You doubtless will be surprised at receiving a letter from an utter stranger – but I hope after I have fully explained the motive which inspired me, you will pardon my presumption. It is not my desire to fatigue you with a long epistolary elucidation – only so far as will be essential for your consideration, & the object of its mission. I have been one of the erring young men & now that I have no other companions but my thoughts in my solitude, I but too deeply the loss of that of which I am deprived – personal liberty. Often have I been inspired with the determination to address you & implore your clemency, but, there was always attached to my determination a hesitancy, that you might deem it an impulsive impropriety, but after mature deliberation I could not restrain, from asking your attention to the facts in any case, and under these circumstances you would but consider it, a perquisite perogative. The facts are: a party of three of which I was one, were (on March 21st 74) walking through the street of Bismarck & making I presume a little more noise than was necessary, when without any aggressive movement on our part, we were assaulted by three gamblers, & we not being able to properly defend ourselves, owing to our having drank freely that and the day previous, adjourned to a Hotel Baroom, and while there some one suggested we should have that fight over which suggestion was immediately acted upon, & fortifying ourselves by frequent libations, new turned our steps to their resort & when within about thirty feet of said resort, we were met by their leader, one Jack White a notorious character who demanded what we sons of B-----s wanted & putting his hand to his pistol as in the act of drawing it. I being nearest pulled mine, but in so doing, it was prematurely discharged - the firing then became general one of our party received a charge of buckshot from the inside of the saloon & from the affects of which he died. None of the other party were injured. I was arrested, tried at the ensuing term of court (June) plea^d guilty & was sentenced to two years & four months in the Prison & have been here 14 months. Your excellency take into consideration: I was the victim of excitement, my body was not stored with a fixed amount of strength nor my mind with an uniform measure of excitement, but both capable then through stimulation, of expansion of strength & feeling. I hope & I believe I am not without restraint, but liquor has been the cause of my trouble & it has been the direct cause of being the leading string to pull me into bad company it is not a habitual practice & I hope I have not become so steeped in it as to be conducive to eradicate fine feelings. In conclusion should your Excellency grant me the benefit of the pardoning power – I solemnly pledge you by my conduct in future to give you no cause to regret so doing.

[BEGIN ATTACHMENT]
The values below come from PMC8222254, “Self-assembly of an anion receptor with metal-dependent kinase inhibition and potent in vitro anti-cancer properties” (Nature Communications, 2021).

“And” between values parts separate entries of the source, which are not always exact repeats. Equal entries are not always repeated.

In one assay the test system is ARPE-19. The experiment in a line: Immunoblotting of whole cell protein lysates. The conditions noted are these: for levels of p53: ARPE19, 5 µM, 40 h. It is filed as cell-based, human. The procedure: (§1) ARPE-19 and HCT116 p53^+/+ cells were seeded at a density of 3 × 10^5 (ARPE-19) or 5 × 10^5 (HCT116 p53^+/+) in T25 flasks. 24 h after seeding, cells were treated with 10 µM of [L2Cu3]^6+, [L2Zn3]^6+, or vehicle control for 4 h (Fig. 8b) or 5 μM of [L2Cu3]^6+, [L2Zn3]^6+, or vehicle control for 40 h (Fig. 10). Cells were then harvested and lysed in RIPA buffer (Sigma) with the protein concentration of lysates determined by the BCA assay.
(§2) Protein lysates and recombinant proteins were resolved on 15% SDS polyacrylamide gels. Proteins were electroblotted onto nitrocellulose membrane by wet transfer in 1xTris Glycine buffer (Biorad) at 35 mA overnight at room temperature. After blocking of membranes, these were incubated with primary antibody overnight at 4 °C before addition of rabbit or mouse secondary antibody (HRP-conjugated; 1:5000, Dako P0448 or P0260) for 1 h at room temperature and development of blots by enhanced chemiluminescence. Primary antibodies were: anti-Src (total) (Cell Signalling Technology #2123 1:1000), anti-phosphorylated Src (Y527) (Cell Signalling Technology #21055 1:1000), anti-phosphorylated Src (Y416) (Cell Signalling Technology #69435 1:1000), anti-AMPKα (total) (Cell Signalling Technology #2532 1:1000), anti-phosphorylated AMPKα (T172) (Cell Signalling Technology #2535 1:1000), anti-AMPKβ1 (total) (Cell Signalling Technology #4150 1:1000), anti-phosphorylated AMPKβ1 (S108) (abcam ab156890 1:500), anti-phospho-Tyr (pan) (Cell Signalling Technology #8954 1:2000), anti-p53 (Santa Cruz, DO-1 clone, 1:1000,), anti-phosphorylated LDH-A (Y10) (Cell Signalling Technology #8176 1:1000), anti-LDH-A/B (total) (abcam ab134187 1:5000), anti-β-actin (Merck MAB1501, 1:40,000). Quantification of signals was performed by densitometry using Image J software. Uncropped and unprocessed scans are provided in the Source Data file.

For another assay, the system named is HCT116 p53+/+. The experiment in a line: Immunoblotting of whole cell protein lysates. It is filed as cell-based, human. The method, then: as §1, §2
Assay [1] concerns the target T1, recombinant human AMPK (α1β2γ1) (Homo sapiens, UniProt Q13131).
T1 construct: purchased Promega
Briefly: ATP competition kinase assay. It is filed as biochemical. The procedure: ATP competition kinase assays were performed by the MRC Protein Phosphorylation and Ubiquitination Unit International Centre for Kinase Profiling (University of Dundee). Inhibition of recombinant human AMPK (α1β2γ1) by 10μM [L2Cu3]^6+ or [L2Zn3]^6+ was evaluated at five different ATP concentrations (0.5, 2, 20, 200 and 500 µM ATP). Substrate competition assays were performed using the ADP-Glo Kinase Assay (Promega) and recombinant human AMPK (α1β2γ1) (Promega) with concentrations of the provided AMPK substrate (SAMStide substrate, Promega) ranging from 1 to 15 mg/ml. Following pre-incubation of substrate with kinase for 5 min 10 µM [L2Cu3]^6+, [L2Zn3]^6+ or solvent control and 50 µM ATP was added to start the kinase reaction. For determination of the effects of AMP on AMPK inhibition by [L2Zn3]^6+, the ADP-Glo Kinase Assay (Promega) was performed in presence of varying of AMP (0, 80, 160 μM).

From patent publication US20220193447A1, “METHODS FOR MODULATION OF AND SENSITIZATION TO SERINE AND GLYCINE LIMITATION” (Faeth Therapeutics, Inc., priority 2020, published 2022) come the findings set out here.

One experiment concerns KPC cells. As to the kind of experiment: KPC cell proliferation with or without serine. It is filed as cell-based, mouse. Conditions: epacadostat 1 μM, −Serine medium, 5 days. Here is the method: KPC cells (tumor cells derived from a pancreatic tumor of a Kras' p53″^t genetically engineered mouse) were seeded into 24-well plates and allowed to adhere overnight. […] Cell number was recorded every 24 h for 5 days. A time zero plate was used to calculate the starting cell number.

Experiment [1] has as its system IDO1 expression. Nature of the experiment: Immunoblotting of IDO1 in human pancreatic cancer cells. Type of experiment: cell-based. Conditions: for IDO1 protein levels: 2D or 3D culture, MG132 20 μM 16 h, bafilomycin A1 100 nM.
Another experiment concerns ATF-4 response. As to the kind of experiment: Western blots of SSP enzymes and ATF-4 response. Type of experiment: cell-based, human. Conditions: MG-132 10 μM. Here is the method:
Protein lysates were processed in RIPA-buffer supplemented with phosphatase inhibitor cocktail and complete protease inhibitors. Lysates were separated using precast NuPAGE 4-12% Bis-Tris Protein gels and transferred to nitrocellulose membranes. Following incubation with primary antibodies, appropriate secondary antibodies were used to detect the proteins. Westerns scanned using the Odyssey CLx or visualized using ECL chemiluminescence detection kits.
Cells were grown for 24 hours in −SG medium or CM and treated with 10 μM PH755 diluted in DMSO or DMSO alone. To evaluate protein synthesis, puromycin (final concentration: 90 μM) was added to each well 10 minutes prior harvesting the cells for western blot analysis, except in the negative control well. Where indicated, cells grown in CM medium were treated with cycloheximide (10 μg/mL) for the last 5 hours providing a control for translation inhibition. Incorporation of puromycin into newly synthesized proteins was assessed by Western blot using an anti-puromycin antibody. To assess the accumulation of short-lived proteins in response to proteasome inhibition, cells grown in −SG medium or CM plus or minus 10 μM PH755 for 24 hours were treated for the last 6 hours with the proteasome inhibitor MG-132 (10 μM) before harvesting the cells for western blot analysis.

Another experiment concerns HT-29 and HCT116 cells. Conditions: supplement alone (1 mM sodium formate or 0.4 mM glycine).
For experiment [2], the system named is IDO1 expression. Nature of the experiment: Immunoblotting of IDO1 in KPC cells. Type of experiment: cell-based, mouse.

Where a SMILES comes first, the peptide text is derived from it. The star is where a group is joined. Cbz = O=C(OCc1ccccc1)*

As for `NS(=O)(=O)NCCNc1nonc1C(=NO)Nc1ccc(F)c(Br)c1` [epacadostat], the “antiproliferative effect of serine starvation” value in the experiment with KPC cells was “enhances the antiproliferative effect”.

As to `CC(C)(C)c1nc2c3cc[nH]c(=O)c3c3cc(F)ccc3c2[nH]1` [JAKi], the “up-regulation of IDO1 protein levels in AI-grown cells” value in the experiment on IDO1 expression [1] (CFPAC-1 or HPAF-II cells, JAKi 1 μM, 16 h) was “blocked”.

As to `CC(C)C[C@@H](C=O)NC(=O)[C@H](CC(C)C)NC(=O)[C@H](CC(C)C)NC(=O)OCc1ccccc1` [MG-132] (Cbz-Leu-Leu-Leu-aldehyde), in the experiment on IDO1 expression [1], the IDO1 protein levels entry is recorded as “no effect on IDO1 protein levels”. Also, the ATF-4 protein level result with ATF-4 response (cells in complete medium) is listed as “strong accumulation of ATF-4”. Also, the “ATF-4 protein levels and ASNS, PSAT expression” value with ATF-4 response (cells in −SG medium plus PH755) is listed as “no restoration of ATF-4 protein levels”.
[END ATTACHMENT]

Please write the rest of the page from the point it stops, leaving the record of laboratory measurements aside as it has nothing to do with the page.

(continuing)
Very Respectfully

                                                            James K. Black

To Hon Initials Pennington

            Gov of Dakota

Document 3. Warden’s Letter from Iowa

Warden’s Office

Iowa Penitentiary

Seth H. Craig, Warden

J. H. Reynolds, Deputy Warden.

Warden's Letter from Iowa
Warden's Letter from Iowa The warden of the Iowa state prison wrote a letter to support James Black’s request for a pardon. SHSND Series 32154.

H. Clay Stuart, Clerk.                           Fort Madison, Iowa, August 31st,  1875


Hon. John L. Pennington

                        Governor of Dakota

My Dear Sir!

                        I have the honor to inform you that the conduct of James. K. Black since confined here has been very good. He has been faithful and industrious, obedient to the rules of the prison; and no infractions of the laws are recorded against him.

                                    Very Truly Yours

                                                Seth H. Craig, Warden


Document 4. Pennington’s Pardon of James Black

State Prison or Penitentiary at Fort Madison in the State of Iowa


Pennington’s Pardon of James Black (Page 1) Pennington’s Pardon of James Black (Page 2)

                Whereas one James K. Black was tried and sentenced to two years and four months at hard labor in the State Prison or Penitentiary at Fort Madison in the State of Iowa by the Second Judicial District Court held in and for the county of Burleigh in the Territory of Dakota, at the June Term A. D. 1874, for an assault with intent to kill, and has been confined in said State Prison for more than fourteen months past, and whereas it has been represented to me that the said James K. Black is a young man and has conducted himself in a creditable and obedient manner since his incarceration in said Prison.

                Now therefore I John L Pennington Governor of the Territory of Dakota by virtue of the authority in me vested, for the reason set forth above and others thereto me knowing, have granted a free and unconditional pardon to him the said James K. Black. Of the crime for which he was convicted, with all the rights privileges and immunities which inure to him under the law,  and you the Warden and other officers of the said Prison or Penitentiary are hereby commanded to forthwith release him the said James K. Black from custody and allow him to go hence.

                In testimony where of I have hereunto set my hand and caused to be affixed the Great Seal of the Territory of Dakota, Done at Yankton the Capital of said Territory  this 3rd day of September A. D. 1873.

                                                                J. L. Pennington


G. H. Hand

Secretary of Dak. Territory Dakota Territory